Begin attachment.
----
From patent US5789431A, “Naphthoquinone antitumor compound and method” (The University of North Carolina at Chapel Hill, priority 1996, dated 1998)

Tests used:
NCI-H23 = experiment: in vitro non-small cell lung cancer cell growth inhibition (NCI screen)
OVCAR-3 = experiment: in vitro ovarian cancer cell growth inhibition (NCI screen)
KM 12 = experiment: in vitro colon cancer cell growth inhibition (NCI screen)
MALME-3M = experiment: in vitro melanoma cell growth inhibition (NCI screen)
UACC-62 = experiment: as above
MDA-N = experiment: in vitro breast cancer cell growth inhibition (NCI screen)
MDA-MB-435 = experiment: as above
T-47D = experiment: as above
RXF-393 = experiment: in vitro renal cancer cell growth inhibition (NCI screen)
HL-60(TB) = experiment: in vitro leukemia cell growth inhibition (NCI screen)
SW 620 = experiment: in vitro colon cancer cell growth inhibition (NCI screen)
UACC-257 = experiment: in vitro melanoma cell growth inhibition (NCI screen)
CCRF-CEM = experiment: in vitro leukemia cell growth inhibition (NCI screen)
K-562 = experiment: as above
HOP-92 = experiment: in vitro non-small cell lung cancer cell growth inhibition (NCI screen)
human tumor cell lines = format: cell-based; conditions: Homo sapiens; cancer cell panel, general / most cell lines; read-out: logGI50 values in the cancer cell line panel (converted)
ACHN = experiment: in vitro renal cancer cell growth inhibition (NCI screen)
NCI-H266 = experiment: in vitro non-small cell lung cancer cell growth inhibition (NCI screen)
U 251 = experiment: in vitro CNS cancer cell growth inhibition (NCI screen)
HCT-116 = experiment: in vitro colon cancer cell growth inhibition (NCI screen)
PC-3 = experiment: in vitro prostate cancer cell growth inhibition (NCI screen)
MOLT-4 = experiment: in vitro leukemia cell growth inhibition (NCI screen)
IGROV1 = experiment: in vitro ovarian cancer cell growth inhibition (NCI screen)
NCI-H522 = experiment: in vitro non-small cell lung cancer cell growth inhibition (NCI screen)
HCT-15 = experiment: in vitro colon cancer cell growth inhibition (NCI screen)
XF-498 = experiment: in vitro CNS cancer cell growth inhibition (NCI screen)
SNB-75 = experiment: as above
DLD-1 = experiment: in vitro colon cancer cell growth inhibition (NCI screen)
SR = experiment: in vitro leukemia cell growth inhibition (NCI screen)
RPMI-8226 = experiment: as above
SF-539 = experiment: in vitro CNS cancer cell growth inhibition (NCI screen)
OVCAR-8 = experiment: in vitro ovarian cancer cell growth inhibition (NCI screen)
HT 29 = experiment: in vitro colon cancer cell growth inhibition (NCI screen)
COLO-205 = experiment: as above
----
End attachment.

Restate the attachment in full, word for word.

From patent US5789431A, “Naphthoquinone antitumor compound and method” (The University of North Carolina at Chapel Hill, priority 1996, dated 1998)

Tests used:
NCI-H23 = experiment: in vitro non-small cell lung cancer cell growth inhibition (NCI screen)
OVCAR-3 = experiment: in vitro ovarian cancer cell growth inhibition (NCI screen)
KM 12 = experiment: in vitro colon cancer cell growth inhibition (NCI screen)
MALME-3M = experiment: in vitro melanoma cell growth inhibition (NCI screen)
UACC-62 = experiment: as above
MDA-N = experiment: in vitro breast cancer cell growth inhibition (NCI screen)
MDA-MB-435 = experiment: as above
T-47D = experiment: as above
RXF-393 = experiment: in vitro renal cancer cell growth inhibition (NCI screen)
HL-60(TB) = experiment: in vitro leukemia cell growth inhibition (NCI screen)
SW 620 = experiment: in vitro colon cancer cell growth inhibition (NCI screen)
UACC-257 = experiment: in vitro melanoma cell growth inhibition (NCI screen)
CCRF-CEM = experiment: in vitro leukemia cell growth inhibition (NCI screen)
K-562 = experiment: as above
HOP-92 = experiment: in vitro non-small cell lung cancer cell growth inhibition (NCI screen)
human tumor cell lines = format: cell-based; conditions: Homo sapiens; cancer cell panel, general / most cell lines; read-out: logGI50 values in the cancer cell line panel (converted)
ACHN = experiment: in vitro renal cancer cell growth inhibition (NCI screen)
NCI-H266 = experiment: in vitro non-small cell lung cancer cell growth inhibition (NCI screen)
U 251 = experiment: in vitro CNS cancer cell growth inhibition (NCI screen)
HCT-116 = experiment: in vitro colon cancer cell growth inhibition (NCI screen)
PC-3 = experiment: in vitro prostate cancer cell growth inhibition (NCI screen)
MOLT-4 = experiment: in vitro leukemia cell growth inhibition (NCI screen)
IGROV1 = experiment: in vitro ovarian cancer cell growth inhibition (NCI screen)
NCI-H522 = experiment: in vitro non-small cell lung cancer cell growth inhibition (NCI screen)
HCT-15 = experiment: in vitro colon cancer cell growth inhibition (NCI screen)
XF-498 = experiment: in vitro CNS cancer cell growth inhibition (NCI screen)
SNB-75 = experiment: as above
DLD-1 = experiment: in vitro colon cancer cell growth inhibition (NCI screen)
SR = experiment: in vitro leukemia cell growth inhibition (NCI screen)
RPMI-8226 = experiment: as above
SF-539 = experiment: in vitro CNS cancer cell growth inhibition (NCI screen)
OVCAR-8 = experiment: in vitro ovarian cancer cell growth inhibition (NCI screen)
HT 29 = experiment: in vitro colon cancer cell growth inhibition (NCI screen)
COLO-205 = experiment: as above